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I began this blog to chronicle my beekeeping experiences. I have read lots of beekeeping books, but nothing takes the place of either hands-on experience with an experienced beekeeper or good pictures of the process. I want people to have a clearer picture of what to expect in their beekeeping so I post pictures and write about my beekeeping saga here. Along the way, I've passed a number of certification levels and am now a!
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Sunday, September 19, 2010

No Bees at Home

I guess the end of this saga at my house is that there are no bees at home. The hive on the left is the huge one that absconded earlier in the summer. The middle hive with the robber screen on it is the one I moved to a clean box to try to thwart the fact that they appeared to be a dying hive.

The nuc box (blue) on the right is the nuc I started with the queen who had been caged for two weeks when I finally realized it and moved her to this nuc. She must have suffered from PTSD after such a long caging and didn't get going - her brood pattern was spotty at best and in the end, the nuc was robbed out and all the bees died.



The wax moths will move in if I don't move the wax into the freezer - which is a project for tomorrow. You can see a wax moth cocoon on the right on frame 3.



To add to the sadness, when Julia, Noah, and I went to Blue Heron today to check on and feed the bees, one of her two hives there had absconded. There wasn't a bee in the place.

So goes this summer. I hope next year will be better for both bees and me. At least I still have the Blue Heron hive, the hive at Valerie's and my hive in Rabun County.

I want to sell my house and move closer to my Atlanta children so that I can be a more active grandma. This will give me an opportunity to move the hives off of the deck and have it pressure washed and maybe stained to help sell the house next spring.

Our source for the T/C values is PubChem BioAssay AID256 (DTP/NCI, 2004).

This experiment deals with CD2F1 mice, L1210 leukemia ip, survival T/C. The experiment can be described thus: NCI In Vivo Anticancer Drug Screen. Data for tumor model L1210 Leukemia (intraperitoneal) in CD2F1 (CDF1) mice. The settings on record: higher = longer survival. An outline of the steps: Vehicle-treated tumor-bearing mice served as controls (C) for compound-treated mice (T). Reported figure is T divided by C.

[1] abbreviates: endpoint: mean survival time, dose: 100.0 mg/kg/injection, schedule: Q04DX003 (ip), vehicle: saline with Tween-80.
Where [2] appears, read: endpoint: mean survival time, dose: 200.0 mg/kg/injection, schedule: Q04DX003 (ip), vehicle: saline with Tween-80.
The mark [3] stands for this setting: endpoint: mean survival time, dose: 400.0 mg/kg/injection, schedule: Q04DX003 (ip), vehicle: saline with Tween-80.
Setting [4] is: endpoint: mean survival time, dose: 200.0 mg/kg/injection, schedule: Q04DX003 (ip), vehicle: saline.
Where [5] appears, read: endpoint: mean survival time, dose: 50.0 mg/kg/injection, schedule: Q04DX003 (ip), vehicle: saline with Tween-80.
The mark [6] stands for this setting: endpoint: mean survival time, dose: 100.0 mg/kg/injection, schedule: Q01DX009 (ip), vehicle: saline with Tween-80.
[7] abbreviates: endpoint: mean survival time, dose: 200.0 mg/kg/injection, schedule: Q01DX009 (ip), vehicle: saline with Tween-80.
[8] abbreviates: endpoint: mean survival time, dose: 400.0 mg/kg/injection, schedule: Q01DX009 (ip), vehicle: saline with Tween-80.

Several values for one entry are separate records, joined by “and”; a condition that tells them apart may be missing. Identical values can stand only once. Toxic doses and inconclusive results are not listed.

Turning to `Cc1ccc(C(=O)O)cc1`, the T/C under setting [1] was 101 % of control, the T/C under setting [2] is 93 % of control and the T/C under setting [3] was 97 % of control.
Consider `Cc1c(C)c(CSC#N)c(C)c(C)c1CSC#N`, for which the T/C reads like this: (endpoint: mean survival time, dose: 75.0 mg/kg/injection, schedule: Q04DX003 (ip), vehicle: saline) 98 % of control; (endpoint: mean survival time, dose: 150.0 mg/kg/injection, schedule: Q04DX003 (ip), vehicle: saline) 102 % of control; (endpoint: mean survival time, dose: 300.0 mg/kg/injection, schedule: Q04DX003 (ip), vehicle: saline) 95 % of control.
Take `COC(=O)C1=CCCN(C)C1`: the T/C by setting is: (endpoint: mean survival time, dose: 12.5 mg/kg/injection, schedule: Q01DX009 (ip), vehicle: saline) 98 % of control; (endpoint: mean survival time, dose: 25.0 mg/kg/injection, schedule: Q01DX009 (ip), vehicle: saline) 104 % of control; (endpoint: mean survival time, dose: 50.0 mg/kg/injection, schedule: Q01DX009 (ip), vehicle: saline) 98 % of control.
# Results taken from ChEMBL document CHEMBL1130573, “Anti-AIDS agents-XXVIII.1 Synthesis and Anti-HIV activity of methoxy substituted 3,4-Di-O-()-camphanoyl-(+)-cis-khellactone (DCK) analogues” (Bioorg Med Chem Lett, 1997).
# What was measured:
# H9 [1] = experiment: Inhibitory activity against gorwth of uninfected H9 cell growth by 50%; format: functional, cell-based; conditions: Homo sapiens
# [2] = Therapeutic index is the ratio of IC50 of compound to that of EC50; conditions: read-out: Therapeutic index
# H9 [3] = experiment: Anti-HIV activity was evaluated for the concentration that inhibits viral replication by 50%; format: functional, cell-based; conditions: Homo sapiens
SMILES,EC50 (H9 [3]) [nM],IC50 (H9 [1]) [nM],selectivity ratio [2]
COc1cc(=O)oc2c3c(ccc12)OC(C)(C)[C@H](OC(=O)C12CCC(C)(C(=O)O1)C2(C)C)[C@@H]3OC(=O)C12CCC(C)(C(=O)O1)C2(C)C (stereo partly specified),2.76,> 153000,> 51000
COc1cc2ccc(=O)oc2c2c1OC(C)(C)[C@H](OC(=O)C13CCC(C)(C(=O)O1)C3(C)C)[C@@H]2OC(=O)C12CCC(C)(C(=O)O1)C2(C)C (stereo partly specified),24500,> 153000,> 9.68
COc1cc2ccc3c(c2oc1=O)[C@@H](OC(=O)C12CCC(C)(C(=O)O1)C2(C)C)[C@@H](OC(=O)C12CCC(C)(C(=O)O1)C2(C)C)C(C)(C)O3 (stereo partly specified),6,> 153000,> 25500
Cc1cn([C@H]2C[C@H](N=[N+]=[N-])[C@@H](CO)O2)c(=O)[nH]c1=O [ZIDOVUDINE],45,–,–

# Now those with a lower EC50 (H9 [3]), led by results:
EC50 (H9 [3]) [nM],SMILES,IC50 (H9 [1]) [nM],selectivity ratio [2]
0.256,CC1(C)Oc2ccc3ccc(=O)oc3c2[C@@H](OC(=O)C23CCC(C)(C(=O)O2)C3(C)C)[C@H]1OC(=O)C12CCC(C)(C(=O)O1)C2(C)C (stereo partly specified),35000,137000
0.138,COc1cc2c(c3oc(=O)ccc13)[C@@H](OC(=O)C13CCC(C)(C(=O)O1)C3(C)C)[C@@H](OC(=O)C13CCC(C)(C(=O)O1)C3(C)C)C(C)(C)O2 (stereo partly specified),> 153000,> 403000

I've already ordered two nucs from Jennifer Berry for next year. I'll probably get a couple from Don in Lula as well, but he doesn't take orders until the beginning of the year. I'll put those bees either at Rabun, Blue Heron or wherever I live next!
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5 comments:

  1. Your deck feels a little lonely without your bees, Linda. Odd how things work out...your bees abscond just as you need a little room and time for your own absconding. Follow the bees.

    And I'm really looking forward to reading about how you build your own swarm bait boxes this winter...and how you'll hang those boxes in some wooded areas around Atlanta or some other Georgian woods...and how you'll build some top-bar hives in which you'll hive those swarms.

    The adventure continues.

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  2. This has not been a good summer. I am sorry for your loss of bees. Liz may be right about following the bees. Grandparents can be such a great influence on their lives and I am sure they need you! Good luck with all your new adventures. Some of my family lives in Douglasville; where do you live?

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  3. So sad to read about your bees this summer. Maybe you'll have better luck wherever you move to. It must be really difficult for the bee to have to defend against so many things....beetles, moths, disease, etc. Somehow they will prevail as they have been around for hundreds of thousands, maybe millions of years. I'm sorry you've lost so many hives this year. Don't give up...the bees need you!

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  4. I'm happy to see you turning a negative into a positive, seeing this as an opportunity to power wash the deck in anticipation of selling. All the best on your new ventures. My heart goes out to you for your loss.

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  5. annette11:00 PM

    Strange,

    This same thing happened to Cindi on our beeforum. When she was planning on moving to be closer to her children, she ended up losing all 10 of her hives. Once she got to her new home, a swarm ended up there and she started again.

    Wishing you so much luck with selling your home and the bee adventure. It seems to constantly change and we keep on learning from them.

    Take care Linda
    Annette from Placerville California

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